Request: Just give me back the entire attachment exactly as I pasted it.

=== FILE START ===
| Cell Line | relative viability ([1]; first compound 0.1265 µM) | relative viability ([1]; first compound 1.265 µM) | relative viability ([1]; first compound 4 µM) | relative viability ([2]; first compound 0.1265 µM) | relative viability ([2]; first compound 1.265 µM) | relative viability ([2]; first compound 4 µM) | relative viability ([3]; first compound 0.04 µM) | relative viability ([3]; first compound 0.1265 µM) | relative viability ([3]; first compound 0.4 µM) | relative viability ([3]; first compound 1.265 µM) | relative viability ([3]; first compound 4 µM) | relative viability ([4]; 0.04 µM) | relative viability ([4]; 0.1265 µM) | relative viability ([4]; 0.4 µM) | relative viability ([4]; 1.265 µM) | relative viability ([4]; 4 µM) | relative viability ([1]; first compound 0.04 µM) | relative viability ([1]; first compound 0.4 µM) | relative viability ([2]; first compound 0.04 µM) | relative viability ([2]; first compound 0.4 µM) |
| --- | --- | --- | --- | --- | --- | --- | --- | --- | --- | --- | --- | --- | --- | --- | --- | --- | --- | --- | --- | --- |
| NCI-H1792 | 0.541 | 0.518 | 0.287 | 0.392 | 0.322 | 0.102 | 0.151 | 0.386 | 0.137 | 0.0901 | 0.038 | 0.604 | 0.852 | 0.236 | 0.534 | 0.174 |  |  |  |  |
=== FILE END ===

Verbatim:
| Cell Line | relative viability ([1]; first compound 0.1265 µM) | relative viability ([1]; first compound 1.265 µM) | relative viability ([1]; first compound 4 µM) | relative viability ([2]; first compound 0.1265 µM) | relative viability ([2]; first compound 1.265 µM) | relative viability ([2]; first compound 4 µM) | relative viability ([3]; first compound 0.04 µM) | relative viability ([3]; first compound 0.1265 µM) | relative viability ([3]; first compound 0.4 µM) | relative viability ([3]; first compound 1.265 µM) | relative viability ([3]; first compound 4 µM) | relative viability ([4]; 0.04 µM) | relative viability ([4]; 0.1265 µM) | relative viability ([4]; 0.4 µM) | relative viability ([4]; 1.265 µM) | relative viability ([4]; 4 µM) | relative viability ([1]; first compound 0.04 µM) | relative viability ([1]; first compound 0.4 µM) | relative viability ([2]; first compound 0.04 µM) | relative viability ([2]; first compound 0.4 µM) |
| --- | --- | --- | --- | --- | --- | --- | --- | --- | --- | --- | --- | --- | --- | --- | --- | --- | --- | --- | --- | --- |
| NCI-H1792 | 0.541 | 0.518 | 0.287 | 0.392 | 0.322 | 0.102 | 0.151 | 0.386 | 0.137 | 0.0901 | 0.038 | 0.604 | 0.852 | 0.236 | 0.534 | 0.174 |  |  |  |  |